JAMESTOWN, NEW YORK (June 13, 2023) -- Cornell Cooperative Extension of Chautauqua County’s Master Gardener Program is celebrating National Pollinator month by sharing information and resources to help create a garden for your favorite pollinators.
Pollinators include more than just butterflies and honeybees. Did you know, there are 450 native bees in NYS? Pollinators also include an assortment of wild native bees, beetles, moths, bats, wasps, birds, specialized flies, and other beneficial insects. They all play an important role in pollinating plants. They have very basic needs– food, source of water, and shelter from wind and heavy rain. You do not need a large plot of land or large garden space to create an inviting refuge for pollinators. In fact, you can start with just a couple of container pots!
There are some considerations before you head out to your favorite local nursery! First, you’ll want to identify your space. You can start small and always build on later. Take note if the garden site is sunny or shaded and if there is easy access to water nearby. Whenever possible, choose native. Native plants are important because they have co-evolved with native insects, birds, and wildlife. It’s important to maintain that ecosystem. Native plants also have a remarkable root system, compared to non-native plants (EPA). These deep roots reduce soil erosion, water runoff and help to store carbon.
Consider your local conditions when choosing the right plant(s). Do you live in a swampy area, do you have acidic or alkaline soil, is your soil type sandy, clay or loamy, do you reside in an urban/rural/suburban environment.
Include plants that serve as food for all stages, such as caterpillars, as well as those that provide nectar and pollen for adults. The best nectar flowers are fragrant, have a long season of bloom, and provide a sequence of bloom throughout the season. Clumped or massed plantings are most effective in attracting butterflies and bees. Flowers that are flat-topped or clustered provide landing platforms and easy access to nectar. Plant flowers with a variety of shapes, like tubular, bowl-shaped & flat-topped, to appeal to a large variety of pollinators. Blue, purple, white, pink, yellow, orange, and red flowers may entice butterflies and other pollinators to your yard. Consider being a part of the monarch butterfly conservation efforts and designate your property as a "Monarch Waystation". For more information, visit: https://www.monarchwatch.org/waystations/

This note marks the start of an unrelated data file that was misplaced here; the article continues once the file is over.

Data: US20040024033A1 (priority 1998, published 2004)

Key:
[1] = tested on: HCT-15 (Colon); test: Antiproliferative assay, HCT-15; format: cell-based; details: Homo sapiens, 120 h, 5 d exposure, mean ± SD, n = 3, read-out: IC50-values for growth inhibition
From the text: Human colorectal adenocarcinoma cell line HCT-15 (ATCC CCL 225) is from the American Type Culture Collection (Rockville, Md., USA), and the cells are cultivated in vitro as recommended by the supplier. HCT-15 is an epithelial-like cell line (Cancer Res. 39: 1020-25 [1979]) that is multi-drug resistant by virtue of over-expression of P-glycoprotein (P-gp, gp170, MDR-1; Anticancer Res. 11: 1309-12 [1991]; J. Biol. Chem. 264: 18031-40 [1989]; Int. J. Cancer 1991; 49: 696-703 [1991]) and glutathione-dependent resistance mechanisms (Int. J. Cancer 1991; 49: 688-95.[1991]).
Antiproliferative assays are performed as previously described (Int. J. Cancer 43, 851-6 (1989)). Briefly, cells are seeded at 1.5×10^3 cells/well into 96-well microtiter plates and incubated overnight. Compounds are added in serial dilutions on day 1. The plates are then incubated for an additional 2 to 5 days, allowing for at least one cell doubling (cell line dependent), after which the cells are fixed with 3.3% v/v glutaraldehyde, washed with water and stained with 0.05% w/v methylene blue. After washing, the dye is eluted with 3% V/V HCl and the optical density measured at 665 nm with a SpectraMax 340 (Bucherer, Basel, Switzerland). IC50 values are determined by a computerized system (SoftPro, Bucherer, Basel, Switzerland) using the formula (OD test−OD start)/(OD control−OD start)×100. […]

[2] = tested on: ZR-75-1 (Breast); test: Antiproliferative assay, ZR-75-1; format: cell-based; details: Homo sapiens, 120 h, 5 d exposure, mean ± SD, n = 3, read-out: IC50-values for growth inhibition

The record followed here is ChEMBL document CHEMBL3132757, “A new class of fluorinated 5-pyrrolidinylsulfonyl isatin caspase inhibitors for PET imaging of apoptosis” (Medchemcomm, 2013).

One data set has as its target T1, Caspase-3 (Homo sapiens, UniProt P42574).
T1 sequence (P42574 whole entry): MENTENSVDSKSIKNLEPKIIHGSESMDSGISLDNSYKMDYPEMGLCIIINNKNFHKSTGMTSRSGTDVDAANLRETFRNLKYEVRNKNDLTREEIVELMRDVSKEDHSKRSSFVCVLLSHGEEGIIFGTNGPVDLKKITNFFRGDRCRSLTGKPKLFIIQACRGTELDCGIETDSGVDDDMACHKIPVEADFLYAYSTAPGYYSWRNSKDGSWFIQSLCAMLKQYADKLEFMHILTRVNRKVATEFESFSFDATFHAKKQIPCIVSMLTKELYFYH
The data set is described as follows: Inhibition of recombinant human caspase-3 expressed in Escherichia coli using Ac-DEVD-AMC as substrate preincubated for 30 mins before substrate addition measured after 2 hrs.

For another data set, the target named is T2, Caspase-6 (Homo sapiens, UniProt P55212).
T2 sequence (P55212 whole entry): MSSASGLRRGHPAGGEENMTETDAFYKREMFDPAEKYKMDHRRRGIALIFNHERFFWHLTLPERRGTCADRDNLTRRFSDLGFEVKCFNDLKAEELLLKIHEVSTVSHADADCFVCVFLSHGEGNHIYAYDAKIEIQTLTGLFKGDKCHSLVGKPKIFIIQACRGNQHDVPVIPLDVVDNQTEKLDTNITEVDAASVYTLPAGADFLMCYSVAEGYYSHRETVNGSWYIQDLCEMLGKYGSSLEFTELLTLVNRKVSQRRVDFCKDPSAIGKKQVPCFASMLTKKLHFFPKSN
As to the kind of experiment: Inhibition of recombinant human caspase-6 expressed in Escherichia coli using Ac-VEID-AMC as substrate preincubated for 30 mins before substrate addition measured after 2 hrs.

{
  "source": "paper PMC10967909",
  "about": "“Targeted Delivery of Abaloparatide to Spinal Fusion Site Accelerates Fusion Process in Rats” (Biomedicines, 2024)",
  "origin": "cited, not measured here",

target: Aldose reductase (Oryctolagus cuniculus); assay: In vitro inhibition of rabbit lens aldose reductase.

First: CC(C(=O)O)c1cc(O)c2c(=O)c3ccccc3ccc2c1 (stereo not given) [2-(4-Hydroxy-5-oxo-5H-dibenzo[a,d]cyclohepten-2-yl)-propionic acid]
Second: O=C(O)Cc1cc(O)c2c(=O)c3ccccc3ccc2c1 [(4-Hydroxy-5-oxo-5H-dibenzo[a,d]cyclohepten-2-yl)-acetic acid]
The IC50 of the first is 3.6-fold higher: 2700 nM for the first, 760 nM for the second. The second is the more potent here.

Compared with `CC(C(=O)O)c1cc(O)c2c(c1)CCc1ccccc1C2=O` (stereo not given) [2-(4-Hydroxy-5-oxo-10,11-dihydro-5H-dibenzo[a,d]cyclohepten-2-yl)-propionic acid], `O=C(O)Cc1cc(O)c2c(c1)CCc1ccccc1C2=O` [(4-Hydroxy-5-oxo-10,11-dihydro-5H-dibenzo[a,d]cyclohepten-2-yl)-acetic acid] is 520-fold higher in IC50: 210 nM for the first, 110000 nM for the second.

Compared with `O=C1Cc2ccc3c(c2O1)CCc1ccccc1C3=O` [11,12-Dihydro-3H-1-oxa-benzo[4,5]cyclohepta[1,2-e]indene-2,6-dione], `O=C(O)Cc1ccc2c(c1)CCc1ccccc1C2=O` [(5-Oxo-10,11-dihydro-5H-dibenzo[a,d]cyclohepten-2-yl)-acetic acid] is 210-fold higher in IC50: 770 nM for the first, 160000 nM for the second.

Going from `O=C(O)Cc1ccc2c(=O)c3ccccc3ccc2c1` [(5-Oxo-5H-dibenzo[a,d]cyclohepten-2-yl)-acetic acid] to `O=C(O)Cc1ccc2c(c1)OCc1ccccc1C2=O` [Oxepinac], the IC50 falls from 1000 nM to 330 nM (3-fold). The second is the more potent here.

Visit our website or contact your local Master Gardener program for a list of recommended pollinator plants to choose from: https://chautauqua.cce.cornell.edu/gardening
Additional pollinator resources:
The Master Gardener Program is one of many programs offered by Cornell Cooperative Extension of Chautauqua County (CCE-Chautauqua). CCE-Chautauqua is a subordinate governmental agency with an educational mission that operates under a form of organization and administration approved by Cornell University as agent for the State of New York. It is tax-exempt under section 501(c)(3) of the Internal Revenue Code. The association is part of the national cooperative extension system, an educational partnership between County, State, and Federal governments. As New York’s land grant university Cornell administers the system in this state. Each Cornell Cooperative Extension association is an independent employer that is governed by an elected Board of Directors with general oversight from Cornell. All associations work to meet the needs of the counties in which they are located as well as state and national goals. For more information, call 716-664-9502 or visit our website at www.cce.cornell.edu/chautauqua. Cornell University Cooperative Extension provides equal program and employment opportunities.
Last updated June 13, 2023